Starting your day with a purpose. That sounds simple enough. For most people, this involves waking up, following their normal daily routine, and grinding through the typical 8-5 work week. Then on Friday, at exactly 5:00 p.m., it’s here – the weekend! Sleeping in, cheat meals for every meal, Netflix season marathons, and yet another routine. You know what I am talking about, and know that at some point in your life, you have probably found yourself in the exact same position. It’s hard to imagine, but I found myself in this same position 5 years ago.
Prior to becoming a Doctor, I worked as a highway construction project manager. Hard to imagine, right? Dr. Kramer standing on the side of the highway, orchestrating rebar deliveries to build massive bridges, managing a dirt crew responsible for moving 1 million tons of dirt, and ensuring that the general construction of the highway was progressing forward. It was a great life. My family made great money, we had a small savings building up, our bills were paid, and we were afforded the lifestyle that many people would envy. However, deep inside, I found that I was continually bored at work, and found myself searching for more. I found myself reflecting more frequently on questions such as: “Is this all there is to life?” “This project is going to end – where will my company move me and my family?” “Is this the legacy I am going to leave?”
These questions helped ignite a new type of life. One filled with purpose. Now, let me back up here for a second. The typical job is a great opportunity for a family to make a fabulous living and leave a lasting impact on this planet. There are many people in the workforce who are afforded amazing opportunities through pursuit of a specific career. The difference? They have found a way to live their day with purpose.
You might be scratching your head at this point saying to yourself, “Alright Dr. Kramer, what do you mean living with purpose?” To best illustrate what I mean by purpose, I turn to Hannah Senesh (a WWII hero). She states in her diary, “One needs something to believe in, something for which one can have whole-hearted enthusiasm. One needs to feel that one’s life has meaning, that one is needed in this world.” YOU need to have meaning. YOU are needed in this world.
Five years ago, I was struggling with finding purpose. I was reflecting on the exact questions that the great men and women of history reflected upon at one point in their lives. The questions that caused great action and sacrifice in searching for purpose, pursuing purpose, and ultimately finding purpose, because they knew their lives would be incomplete without it. Five years ago, my wife and I made the commitment to each other that we would no longer replace the pursuit of something worthy in life with some kind of pleasure. I’m not saying that pleasure is a bad thing; however, if the sole pursuit of life lies in pleasure, where is one’s sense of purpose, of feeling needed in this world?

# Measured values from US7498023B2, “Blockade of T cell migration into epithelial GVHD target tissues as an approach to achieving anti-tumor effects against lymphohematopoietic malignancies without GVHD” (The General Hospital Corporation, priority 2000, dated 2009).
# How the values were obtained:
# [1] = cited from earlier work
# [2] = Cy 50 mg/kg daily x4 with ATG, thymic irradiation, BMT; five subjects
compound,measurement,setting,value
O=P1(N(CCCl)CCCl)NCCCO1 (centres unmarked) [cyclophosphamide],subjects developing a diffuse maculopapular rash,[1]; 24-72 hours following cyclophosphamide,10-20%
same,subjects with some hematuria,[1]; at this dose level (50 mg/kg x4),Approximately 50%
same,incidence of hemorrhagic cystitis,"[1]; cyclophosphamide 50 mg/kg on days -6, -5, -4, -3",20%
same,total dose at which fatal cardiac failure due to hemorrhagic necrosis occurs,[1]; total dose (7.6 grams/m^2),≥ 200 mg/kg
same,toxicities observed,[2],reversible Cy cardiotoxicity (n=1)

Our CEO, Dr. Shawn Dill, continually stresses to us, “There is no glory in the grind.” If you find yourself in the same position, and are struggling with finding purpose in your life, there are a few tools I have learned over the course of the last 5 years that can help you focus on achieving your purpose.
- Start with the vision. I have found that through clearly defining your vision, you begin to better understand your purpose. A great exercise to help facilitate the process of building a vision is to grab a blank piece of paper and a pen, set a timer for 5:00, and write down everything you want in your life. The sky’s the limit here. Once you have completed the 5:00 task, pick the one thing on that list that will have the most impact in your life, and reverse the process of how to get there. If the most important thing on the list is to be a professional athlete, I’d imagine that you would have to map out your daily, weekly, and monthly goals not only for practicing the sport, but also with regards to diet, sleep regimens, recovery processes, and even mental training. This process may seem awkward at first, but the more you practice, the more clear your vision becomes, and the better you will be able to see purpose in your life.
- Keep a daily journal. Journaling is a great way to look back over your day and review where your vision is taking place. It is also a great way to re-orient yourself when you get off path. Keep in mind that the vision can change to better align with the purpose of your life. Many people will need you, and provide for you the false sense that you are being purposeful; however, make sure that you protect your vision and maintain focus on fulfilling YOUR purpose, not theirs.
- Focus on what you are achieving. The road to living a purposeful life isn’t necessarily easy, but it is rewarding. When you feel as though your purpose is lost, and you start focusing on what you aren’t doing, STOP. PAUSE. BREATH. Now, direct your thoughts on what YOU ARE doing, and how it is helping you with achieving purpose.
These three tools have helped me tremendously in finding my purpose, as well as helping me be clear about who I am and what I stand for. They have helped me direct my time and energy towards achieving my vision for myself and my family. They have helped me wake up each and every day with a purpose, because I have clarity on my vision, I have direction with where I am going, and I know that it will leave a lasting impact on this planet.
Now it’s your turn. Define your vision. Draw your road map. Keep a diary to help you stay on point. Live each and every day with purpose. Remember YOU have meaning. YOU are needed.